Alter Nature: The Future that Never Was
From the 29th of January 2011 until the 5th of June 2011 the Fashion Museum of Hasselt (MMH) showed visions of the future from the past, and the possible future of tomorrow.
The Future That Never Was presented a ‘futuristic’ view on the magical year 2000 from designers from the sixties and showed you a glance of new possibilities of tomorrow.
Throughout fashion history there has always been a strong connection between fashion and scientific, industrial innovations. Fashion designers have always used new technologies in their designs and the possible image of the future also springs from the new sciences and innovations. Modern discoveries and progress are often directly reflected in their designs and collections.
In the sixties a new generation of these ‘modern’ designers rises. Pierre Cardin, Andre Courrèges, Rudi Gernreich and Paco Rabanne amongst others experimented with new forms and (synthetic) materials. These designers often represent an era in which fashion does not find inspiration in the past, but eagerly looks at the future.
“The clothes that I prefer are those I invent for a life that does not exist yet – the world of tomorrow”; Cardin once said. This resulted in dynamic new designs and styles that are still a source of inspiration for many (young) designers today.
The impact of the industrial revolution on textiles and confection was rather slow in comparison to the changes that were about to happen in the next 50 years. New technological developments and innovations promise to turn the fashion world upside down again. The evolutions in bioscience and technology encourage the creation of new textiles, clothing and functions, always with an eye on aesthetics. One of the most important aspects of this ‘eco-fashion’ is that it foresees future possibilities and applications in fashion.
Besides this, social, cultural and environmental aspects – for example durability and honest production processes – are gaining importance. On a long term, the fashion world will have to adapt to this.
High end fashion is finding more and more difficulties to distinguish itself on a continuing competing market. The demands of the consumer rise, while the budget for fashion gets smaller.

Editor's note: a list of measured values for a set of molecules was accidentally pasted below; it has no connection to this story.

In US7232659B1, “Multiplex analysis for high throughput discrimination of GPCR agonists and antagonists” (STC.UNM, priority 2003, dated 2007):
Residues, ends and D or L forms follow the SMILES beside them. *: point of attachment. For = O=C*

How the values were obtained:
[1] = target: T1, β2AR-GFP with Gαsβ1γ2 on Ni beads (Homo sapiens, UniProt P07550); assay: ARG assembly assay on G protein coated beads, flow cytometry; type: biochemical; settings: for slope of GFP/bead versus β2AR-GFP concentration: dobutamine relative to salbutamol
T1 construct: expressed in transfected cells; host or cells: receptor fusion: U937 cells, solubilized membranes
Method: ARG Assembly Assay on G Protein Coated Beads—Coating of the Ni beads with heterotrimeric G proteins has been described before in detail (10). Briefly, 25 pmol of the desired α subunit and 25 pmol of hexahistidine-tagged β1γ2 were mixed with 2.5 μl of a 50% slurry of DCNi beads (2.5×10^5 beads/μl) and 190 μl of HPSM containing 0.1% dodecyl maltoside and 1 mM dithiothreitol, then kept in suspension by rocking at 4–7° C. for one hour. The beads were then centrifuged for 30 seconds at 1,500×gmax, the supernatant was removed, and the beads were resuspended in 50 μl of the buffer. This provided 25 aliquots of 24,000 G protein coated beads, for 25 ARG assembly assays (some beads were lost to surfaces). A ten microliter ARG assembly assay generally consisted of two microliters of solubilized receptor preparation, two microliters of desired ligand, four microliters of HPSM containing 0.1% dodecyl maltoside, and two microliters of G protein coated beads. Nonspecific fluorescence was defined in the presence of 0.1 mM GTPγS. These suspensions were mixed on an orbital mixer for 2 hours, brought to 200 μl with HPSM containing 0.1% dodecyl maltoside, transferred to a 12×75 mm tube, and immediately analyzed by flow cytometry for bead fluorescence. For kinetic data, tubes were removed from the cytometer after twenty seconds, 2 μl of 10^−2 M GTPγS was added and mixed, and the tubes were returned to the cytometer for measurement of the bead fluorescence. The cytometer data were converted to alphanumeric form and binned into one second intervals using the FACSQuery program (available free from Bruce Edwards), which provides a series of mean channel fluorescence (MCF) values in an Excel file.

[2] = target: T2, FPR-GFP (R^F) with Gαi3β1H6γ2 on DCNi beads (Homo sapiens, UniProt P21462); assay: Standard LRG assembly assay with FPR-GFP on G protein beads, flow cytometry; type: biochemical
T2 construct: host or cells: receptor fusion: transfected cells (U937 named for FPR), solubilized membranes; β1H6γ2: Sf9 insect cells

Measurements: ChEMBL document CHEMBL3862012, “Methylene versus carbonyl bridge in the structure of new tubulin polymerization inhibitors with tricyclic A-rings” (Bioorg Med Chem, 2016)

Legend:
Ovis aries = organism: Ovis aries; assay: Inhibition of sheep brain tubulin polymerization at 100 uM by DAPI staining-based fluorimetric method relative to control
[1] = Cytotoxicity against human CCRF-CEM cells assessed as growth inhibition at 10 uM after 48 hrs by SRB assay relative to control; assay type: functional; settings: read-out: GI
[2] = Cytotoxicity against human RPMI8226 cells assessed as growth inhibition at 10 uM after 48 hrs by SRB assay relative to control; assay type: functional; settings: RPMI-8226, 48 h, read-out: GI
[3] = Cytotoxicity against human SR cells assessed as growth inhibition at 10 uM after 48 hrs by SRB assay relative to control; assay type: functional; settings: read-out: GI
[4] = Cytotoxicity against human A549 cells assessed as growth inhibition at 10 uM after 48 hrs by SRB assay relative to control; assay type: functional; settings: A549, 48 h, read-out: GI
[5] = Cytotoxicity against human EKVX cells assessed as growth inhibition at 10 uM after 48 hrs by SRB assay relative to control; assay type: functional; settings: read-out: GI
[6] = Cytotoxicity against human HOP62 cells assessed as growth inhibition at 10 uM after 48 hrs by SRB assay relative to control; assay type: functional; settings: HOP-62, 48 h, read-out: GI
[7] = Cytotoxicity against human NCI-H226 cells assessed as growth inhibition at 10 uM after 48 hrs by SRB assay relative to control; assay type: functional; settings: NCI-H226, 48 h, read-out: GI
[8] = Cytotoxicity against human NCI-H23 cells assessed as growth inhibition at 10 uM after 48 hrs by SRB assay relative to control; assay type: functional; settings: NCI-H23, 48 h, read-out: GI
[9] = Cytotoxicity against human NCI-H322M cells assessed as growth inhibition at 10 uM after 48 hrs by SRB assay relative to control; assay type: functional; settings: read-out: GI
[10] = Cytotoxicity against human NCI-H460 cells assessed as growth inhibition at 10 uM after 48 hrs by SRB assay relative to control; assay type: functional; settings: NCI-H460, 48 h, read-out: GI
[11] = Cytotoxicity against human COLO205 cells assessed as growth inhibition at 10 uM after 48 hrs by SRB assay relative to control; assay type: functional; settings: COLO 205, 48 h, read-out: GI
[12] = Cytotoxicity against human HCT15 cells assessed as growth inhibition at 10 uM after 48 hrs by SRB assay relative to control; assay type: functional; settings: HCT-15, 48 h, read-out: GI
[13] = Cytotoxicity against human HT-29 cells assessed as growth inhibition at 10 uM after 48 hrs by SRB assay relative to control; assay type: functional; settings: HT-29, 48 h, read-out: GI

The Future That Never Was placed these new possibilities next to the vision of the future of prominent designers from the Space Age period. A period that changed fashion forever.
Curator: Kenneth Ramaekers
Assistant Curator: Eve Demoen
Research: Romy Cockx & Lise Braekers
Scenography: Lien Wauters
Graphical design: Brusatto
Participants: Victoria & Albert Museum London (Paco Rabanne, Pierre Cardin, Oliver Goldsmith) (UK), Museo del Traje (Paco Rabanne) (ES), Gemeentemuseum The Hague (Gijs Bakker, Emanuel Ungaro, Paco Rabanne, …) ( NL), Hasselt Fashion Museum (André Courreges, Mary Quant, Paco Rabanne, Pierre Cardin, Rudi Gernreich, …) (BE), Lisa Shahno (DE), Suzi Webster (CA), Alexandra Verschueren (BE), Anke Loh ( BE), LucyandBart (NL), Wieteke Opmeer (NL), Anita Evenepoel (BE), Anna Heylen (BE), NatureVSFuture (US), Olivia Ong (US), Atalanta Weller (UK), KnoWear (US), Marloes ten Bhömer (UK), BioJewellery (UK), Christopher Raeburn (UK), ADO Clothing (US), Suzy Webster (UK), Katharine Hamnett (UK), Lanvin (FR), Thierry Mugler (FR), …
With thanks to: City of Hasselt, Municipal Executive, vzw De Vrienden van het Modemuseum, Employees of the Modemuseum Hasselt, Employees of the Central Workplaces of the City of Hasselt, Volunteers of the vzw De Friends of the Fashion Museum
Image courtesy of Modemuseum, Hasselt, Belgium